Raleigh Assault Lawyer | Aggravated Assault and other Assault Defense
Is Spitting on Someone Assault?: Various Acts That Legally Constitute Assault
An assault is when one person tries to make physical contact with another person in a violent way without permission.
A battery is a successful physical assault. North Carolina law combines assault and battery into a single offense called assault.
It can be a punch, push, smack, spitting at someone (now more severe in some cases due to the threat of infectious diseases), throwing something at another person, and any other method that one person employs for making contact with another, generally with the attempt of causing bodily harm.
The circumstances surrounding an assault may greatly affect your case at court and could keep mean the difference between freedom and serving state or county jail time.
Classifications of Assault Charges
Assault charges are classified by the injury caused as a result of the use of force, the type of weapon used and the vulnerability of the alleged victim. For example, a simple assault charge is a Class 2 misdemeanor punishable by no more than 60 days in jail.
If the same assault causes serious bodily injury, then it may be charged as a Class A1 misdemeanor punishable by no more than 150 days in jail.
If the same assault included the use of a deadly weapon, then it may be charged as a class E felony punishable by up to 98 months in jail.
If the alleged victim was a child, student, patient or handicapped person, then the penalties may be more severe. The range of penalties varies greatly depending upon how an alleged assault is charged.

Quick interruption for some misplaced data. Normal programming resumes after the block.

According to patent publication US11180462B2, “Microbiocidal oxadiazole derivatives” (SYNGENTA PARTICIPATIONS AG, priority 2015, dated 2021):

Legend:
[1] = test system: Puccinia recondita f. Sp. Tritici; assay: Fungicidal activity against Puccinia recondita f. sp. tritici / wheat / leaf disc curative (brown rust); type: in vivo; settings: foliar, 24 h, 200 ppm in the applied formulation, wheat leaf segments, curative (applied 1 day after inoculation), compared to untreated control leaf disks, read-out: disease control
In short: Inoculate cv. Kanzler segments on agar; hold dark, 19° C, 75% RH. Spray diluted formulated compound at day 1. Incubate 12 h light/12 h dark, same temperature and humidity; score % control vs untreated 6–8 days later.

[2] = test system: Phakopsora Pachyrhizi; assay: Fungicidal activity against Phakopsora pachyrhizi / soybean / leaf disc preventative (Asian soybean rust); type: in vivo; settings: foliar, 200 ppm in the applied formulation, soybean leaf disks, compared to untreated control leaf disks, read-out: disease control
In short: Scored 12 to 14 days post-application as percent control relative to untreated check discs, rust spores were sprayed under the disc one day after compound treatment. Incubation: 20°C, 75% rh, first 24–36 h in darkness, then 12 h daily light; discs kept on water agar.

Several affirmative defenses may excuse or justify your actions. The legal repercussions can be affected by everything from an absence of prior convictions to a number of other mitigating factors.
Some of these factors include:
Defense of another
Defense of property
Mistake or accident
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What Are The Definitions and classes of Robbery?
Robbery is taking property from a another person. Robbery without the threat of violence is called Larceny From A Person. It is a Class H felony punishable by up to 30 months in prison.
If the Robbery included the threat of violence, then it is a Class G felony punishable by up to 38 months in prison.
If a dangerous weapon was used, then the robbery is a class D felony with a mandatory presumptive sentence of 51 months in prison. For a Class D felony, probation is unavailable, even for a first offender.
For the exact same crime, some people may receive a long potential sentence and others may receive probation depending upon how their lawyer presents the case to the prosecutor, the jury and the judge.
Various Assaults and Other Violent Offenses Involving Use of Force
We understand how the prosecution handles these cases, and we know the defense tactics and arguments that are most effective for most people charged with assault.
Don’t leave your future in the hands of just any attorney; contact a Cary criminal defense attorney today at 919-481-0011 to schedule a free initial consultation to discuss your case. Hablamos español.